Or, at least, that's what it feels like.
The warning every young person gets when they wish to join the entertainment industry: watch out for scam artists. There's a lot of scammers out there; they're believable, look friendly, say they are looking out for your best interests, but they're just after your wallet.
I. Fucking. Hate. This.
There's a point while commiserating with other young creatives when we inevitably land upon a favorite subject - people who fucked us over, or tried to and failed. Fun fun fun!
But I've stopped finding these conversations fun. Now that I'm constantly watching my metaphorical back, it's just... depressing.
I don't often hearken back to "the good ol' days" because I'm of the belief that those days are always significantly less grand than people seem to recall. But I'm going to hearken back to some long, long far off days, back when communities were smaller and we were more tribal and had to depend on each other for survival.
Ah yes, the good ol' caveman days. Certainly much less pain and suffering than we experience now. Certainly.
That said, though the hazards of forager living were many, there was one positive - people were forced to be more honest within the group. Because the dishonest could get their family and friends killed, many would-be con artists were left naked on some tundra. Honesty was essential to survival and so, there was much less tricking of each other. It still happened - for some reason, people are hardwired to lie, but I would bet people were much less likely to give into such inclinations.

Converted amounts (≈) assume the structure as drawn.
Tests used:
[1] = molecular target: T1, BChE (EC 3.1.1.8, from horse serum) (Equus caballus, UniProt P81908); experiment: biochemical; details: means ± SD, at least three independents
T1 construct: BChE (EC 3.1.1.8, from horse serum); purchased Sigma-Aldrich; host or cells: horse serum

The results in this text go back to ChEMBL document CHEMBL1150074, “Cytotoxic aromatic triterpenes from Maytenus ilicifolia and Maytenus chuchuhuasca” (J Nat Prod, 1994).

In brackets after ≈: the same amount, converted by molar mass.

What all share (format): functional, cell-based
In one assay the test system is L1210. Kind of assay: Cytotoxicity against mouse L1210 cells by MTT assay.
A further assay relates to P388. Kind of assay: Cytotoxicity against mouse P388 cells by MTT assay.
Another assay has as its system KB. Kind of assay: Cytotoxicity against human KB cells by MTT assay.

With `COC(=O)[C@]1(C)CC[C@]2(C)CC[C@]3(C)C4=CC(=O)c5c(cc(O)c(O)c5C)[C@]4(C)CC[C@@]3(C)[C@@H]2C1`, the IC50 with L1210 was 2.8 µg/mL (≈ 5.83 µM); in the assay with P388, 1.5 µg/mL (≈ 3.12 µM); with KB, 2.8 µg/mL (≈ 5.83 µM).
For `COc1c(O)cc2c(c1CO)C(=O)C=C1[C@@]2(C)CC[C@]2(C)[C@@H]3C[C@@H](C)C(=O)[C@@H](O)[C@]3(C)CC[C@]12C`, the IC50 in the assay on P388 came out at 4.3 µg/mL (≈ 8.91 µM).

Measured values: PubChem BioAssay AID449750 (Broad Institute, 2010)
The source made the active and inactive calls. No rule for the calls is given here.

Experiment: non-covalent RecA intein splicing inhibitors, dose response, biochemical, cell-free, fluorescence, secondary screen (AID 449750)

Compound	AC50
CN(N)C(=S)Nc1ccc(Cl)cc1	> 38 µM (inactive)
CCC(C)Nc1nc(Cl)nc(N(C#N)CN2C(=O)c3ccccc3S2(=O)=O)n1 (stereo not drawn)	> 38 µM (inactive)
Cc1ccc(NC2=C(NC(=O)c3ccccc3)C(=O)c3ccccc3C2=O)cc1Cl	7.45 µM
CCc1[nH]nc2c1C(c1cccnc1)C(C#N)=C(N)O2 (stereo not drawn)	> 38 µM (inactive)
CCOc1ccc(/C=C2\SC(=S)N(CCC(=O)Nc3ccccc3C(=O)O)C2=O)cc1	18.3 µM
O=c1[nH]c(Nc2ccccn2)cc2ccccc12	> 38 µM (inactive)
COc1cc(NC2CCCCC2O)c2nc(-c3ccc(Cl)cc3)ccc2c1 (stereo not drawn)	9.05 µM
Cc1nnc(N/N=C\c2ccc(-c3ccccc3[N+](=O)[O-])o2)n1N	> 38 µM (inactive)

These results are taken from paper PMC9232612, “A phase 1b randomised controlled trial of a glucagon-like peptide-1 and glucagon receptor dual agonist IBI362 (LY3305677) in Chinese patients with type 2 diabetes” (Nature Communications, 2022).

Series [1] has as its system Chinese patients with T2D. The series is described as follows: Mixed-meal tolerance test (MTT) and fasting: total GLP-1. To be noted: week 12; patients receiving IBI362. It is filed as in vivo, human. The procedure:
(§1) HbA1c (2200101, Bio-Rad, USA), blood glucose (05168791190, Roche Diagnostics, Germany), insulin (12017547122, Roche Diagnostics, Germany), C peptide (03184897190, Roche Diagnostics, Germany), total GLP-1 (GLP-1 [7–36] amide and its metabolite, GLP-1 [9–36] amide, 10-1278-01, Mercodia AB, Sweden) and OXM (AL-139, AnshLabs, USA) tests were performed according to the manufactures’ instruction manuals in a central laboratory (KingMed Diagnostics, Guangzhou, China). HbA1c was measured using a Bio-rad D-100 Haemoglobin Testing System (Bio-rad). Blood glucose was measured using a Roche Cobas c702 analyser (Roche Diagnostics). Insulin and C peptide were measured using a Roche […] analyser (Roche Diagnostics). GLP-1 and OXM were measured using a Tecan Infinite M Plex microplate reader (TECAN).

Even looking at Renaissance times where decadence and intrigue were par for the course, the idea of "honor" was still important. While that word contains many concepts that we now find deplorable or overly macho, there was one good thing about honor obsessed cultures - your word was your bond (well, supposedly. But still - the concept was at least prevalent).
We don't really have a similar ethos in today's world. Yes, kids get brought up being told that lying is bad, but see here's the thing - it's really hard to maintain honesty when the world is centered around a capitalistic sales culture.
Salesmen have to make the sale or else, and so we get bombarded with up-selling and flat out lies. Corporations are entities rife with cutthroat business people. Agents smile, tell you you're great, then never send you out to work.
A year or so ago, I got a call from my bank about potential fraud on my debit card. My first response? "How do I know this is for real and not a scam?"
Turns out, it was real and the problem was sorted out in a timely fashion. But that's my default response whenever someone I don't know (or don't know well or heck, even some people I do know pretty well) says something of import to me.
"They must have some other motive," I think, suspiciously eyeing them.
I hate having that reaction. I am a credulous person by nature, but I've been forced to learn a skepticism that guards me, but ultimately can't be good for my mental health if I've got to be on guard all the time.
"BE MORE HONEST!" the small man cried from the street corner, as if that would do anything.